Coronavirus is changing the way we are designing offices
Before the Coronavirus there were many studies showing that plants can add more to an office than a decorative touch. So now more than ever we need to change the way we design offices that we can create healthier spaces.
Indoor plants can improve your memory and concentration. The College of Agriculture and Life Science at Texas A&M University found that, “Work performed under the natural influence of ornamental plants is normally of higher quality and completed with a much higher accuracy rate than work done in environments devoid of nature.”
Research consistently finds adding plants to the workplace decreases stress and increases productivity.
A UK study found bringing plants into the workplace increased productivity by 15%. Meanwhile, a US study found 10% of employee sick days could be explained by a lack of nature and natural light in the office.
Just being able to see nature has proven impacts too. In an analysis of 10 UK studies, every paper found greenery had a positive effect on mood. It also found being around nature gave a big live to self-esteem, especially in young people.
To choose the right plant for your office, you should first assess how much light the space gets. You identify if the windows are west-facing (which will get plenty of sunlight) or if you should be looking for varieties that cope well in the shade.
Next, decide what you want your plant to bring to the workspace. Aesthetically, plants play three main roles: “They can fill a space, they can frame a space or they can follow a space.” This will help determine the size, shape and density of foliage you should go for.
If you need advice just contact us!
Coronavirus is changing the way we are designing homes
Before the Coronavirus there were many studies showing that plants can add more to an office than a decorative touch. Now with the promise of more indoor time you might want is getting a bit more of nature in our homes.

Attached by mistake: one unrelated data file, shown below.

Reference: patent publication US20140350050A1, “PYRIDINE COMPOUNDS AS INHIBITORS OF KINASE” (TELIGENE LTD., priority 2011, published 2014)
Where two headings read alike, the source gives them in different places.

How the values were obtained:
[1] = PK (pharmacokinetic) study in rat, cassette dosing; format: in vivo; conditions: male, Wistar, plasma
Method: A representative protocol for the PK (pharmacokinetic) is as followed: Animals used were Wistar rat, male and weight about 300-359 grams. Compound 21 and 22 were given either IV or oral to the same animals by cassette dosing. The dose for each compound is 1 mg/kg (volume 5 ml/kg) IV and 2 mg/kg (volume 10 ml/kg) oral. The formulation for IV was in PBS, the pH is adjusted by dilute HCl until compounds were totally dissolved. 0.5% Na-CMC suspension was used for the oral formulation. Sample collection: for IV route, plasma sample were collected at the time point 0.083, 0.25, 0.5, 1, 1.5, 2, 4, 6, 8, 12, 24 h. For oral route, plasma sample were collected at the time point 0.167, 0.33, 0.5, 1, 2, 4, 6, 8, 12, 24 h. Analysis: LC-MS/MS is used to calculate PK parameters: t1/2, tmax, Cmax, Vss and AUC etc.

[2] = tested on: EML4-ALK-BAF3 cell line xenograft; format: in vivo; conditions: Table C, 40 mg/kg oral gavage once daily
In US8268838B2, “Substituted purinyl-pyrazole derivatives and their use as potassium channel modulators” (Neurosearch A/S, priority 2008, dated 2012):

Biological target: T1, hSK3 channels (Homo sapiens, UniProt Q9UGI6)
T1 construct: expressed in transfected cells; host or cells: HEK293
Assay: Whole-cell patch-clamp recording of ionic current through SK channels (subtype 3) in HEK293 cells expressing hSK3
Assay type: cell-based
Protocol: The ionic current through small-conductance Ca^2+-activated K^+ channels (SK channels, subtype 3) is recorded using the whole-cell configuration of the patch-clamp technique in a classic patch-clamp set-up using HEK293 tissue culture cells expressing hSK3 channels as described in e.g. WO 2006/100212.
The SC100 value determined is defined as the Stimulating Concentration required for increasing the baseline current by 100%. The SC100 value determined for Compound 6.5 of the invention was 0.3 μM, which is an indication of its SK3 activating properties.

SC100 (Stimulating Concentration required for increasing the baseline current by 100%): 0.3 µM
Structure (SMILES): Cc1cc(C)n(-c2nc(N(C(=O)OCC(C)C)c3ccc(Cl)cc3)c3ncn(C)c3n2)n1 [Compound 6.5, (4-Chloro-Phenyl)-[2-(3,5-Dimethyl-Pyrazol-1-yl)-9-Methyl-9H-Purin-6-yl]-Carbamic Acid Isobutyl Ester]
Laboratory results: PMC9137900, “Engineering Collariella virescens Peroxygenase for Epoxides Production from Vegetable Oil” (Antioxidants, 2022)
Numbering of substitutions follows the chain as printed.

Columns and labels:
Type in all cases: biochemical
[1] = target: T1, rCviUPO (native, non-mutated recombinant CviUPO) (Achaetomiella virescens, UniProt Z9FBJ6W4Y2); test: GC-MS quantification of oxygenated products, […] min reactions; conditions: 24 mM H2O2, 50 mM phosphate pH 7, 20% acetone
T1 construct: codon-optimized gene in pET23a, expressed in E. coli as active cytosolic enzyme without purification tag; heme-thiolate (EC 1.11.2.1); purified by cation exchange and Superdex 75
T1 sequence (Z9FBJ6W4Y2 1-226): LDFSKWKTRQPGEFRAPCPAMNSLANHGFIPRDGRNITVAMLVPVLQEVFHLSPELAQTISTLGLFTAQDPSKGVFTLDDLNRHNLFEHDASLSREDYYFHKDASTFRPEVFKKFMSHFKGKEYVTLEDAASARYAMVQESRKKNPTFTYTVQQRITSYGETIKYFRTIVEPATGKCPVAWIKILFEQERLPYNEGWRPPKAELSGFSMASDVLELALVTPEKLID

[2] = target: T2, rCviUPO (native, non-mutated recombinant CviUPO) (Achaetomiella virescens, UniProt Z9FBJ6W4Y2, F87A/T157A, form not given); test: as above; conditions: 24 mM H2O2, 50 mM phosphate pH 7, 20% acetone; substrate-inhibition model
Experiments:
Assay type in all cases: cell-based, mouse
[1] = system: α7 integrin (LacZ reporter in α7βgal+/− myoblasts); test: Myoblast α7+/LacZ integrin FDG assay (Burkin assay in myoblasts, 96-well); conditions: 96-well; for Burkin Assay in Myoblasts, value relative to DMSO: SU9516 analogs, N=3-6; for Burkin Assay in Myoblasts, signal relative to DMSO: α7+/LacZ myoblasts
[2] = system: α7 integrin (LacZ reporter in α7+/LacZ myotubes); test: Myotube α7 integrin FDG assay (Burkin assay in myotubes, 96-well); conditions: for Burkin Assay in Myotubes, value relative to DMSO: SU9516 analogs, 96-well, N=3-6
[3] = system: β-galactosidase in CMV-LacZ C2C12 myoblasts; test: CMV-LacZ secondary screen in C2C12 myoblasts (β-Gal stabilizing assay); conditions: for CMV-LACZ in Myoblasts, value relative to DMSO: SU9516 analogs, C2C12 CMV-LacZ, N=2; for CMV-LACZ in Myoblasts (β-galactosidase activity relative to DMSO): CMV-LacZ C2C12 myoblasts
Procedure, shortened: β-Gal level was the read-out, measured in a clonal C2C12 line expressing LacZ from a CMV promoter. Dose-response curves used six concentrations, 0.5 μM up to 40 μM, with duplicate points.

There are studies that suggest that we all have a genetic connection to the natural world built up through hundreds of thousands of years of living outdoors.
Incorporating direct or indirect elements of nature into the built environment have been demonstrated through research to reduce stress, blood pressure levels and heart rates, whilst increasing productivity, creativity and self reported rates of well-being.
If you know me, this is what I do, I reconnect my client’s spaces to the natural world! If you are interested to create a healthier and more productive habitat just contact me!
Here are five ways houseplants can help you maintain your health!
We don’t have to wait until April 22nd to celebrate Earth. Every day, we can reduce, reuse, and recycle.
Plastic is an amazing, lightweight material that can be made into all sorts of things. But when we use plastic items once and then throw them out, we create a huge amount of waste. People create about 2.6 trillion pounds of garbage each year. That’s heavier than 225 million adult elephants. In the United States, we throw away 250 million tons of garbage every year. That’s enough garbage to cover the state of Texas entirely with trash—twice. On average, each person in the United States makes 4.5 pounds of trash each a day.
Each of us can make a difference by using good judgement when we buy and discards things.
- When we reduce, reuse, and recycle, we:
- Save natural resources
- Save space in our landfills
- Save energy
- Reduce pollution
- Save money
Using reclaimed wood is a very sustainable approach. Old wood, such as barn board can be re-finished and cut to make new wood flooring, kitchen cabinets, or cladding.
You could also choose to use recovered wood from trees that have been cut down for other purposes; for example, clearing forest for building land. In this case, you can achieve perfect consistency in your finished product while knowing that the wood you’re using would otherwise have gone to waste.
Of course, both the options above are likely to be limited and harder to find than wood that comes from trees specifically harvested for that purpose. The next best option is to look for wood that is guaranteed to be sustainably sourced, and ideally, is sourced locally. The Forest Stewardship Council (FSC) and Sustainable Forestry Initiative (SFI) both have certification schemes for wood from sustainably managed forests.